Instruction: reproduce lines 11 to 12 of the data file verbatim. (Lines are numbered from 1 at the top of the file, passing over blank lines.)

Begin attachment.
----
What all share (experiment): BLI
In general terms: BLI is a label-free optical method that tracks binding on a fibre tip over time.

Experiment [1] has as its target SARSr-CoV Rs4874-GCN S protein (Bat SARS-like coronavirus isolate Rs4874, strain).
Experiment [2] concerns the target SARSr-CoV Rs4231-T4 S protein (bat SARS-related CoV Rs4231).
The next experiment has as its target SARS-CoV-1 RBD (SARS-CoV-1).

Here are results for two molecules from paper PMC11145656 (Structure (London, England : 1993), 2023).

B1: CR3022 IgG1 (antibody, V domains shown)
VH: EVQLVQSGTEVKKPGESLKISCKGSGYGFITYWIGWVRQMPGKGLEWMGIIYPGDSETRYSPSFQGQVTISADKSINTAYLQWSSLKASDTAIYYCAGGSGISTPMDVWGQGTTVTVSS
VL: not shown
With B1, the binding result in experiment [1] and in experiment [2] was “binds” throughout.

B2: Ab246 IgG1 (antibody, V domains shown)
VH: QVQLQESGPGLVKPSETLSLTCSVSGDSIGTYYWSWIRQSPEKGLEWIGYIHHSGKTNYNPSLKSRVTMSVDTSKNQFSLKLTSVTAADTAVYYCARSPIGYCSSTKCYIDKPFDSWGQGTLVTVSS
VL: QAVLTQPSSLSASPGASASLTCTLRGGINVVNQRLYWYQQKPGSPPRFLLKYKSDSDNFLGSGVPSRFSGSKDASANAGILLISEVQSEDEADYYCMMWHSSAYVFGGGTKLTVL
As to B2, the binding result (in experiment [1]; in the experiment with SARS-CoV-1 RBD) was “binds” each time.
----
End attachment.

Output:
B2: Ab246 IgG1 (antibody, V domains shown)
VH: QVQLQESGPGLVKPSETLSLTCSVSGDSIGTYYWSWIRQSPEKGLEWIGYIHHSGKTNYNPSLKSRVTMSVDTSKNQFSLKLTSVTAADTAVYYCARSPIGYCSSTKCYIDKPFDSWGQGTLVTVSS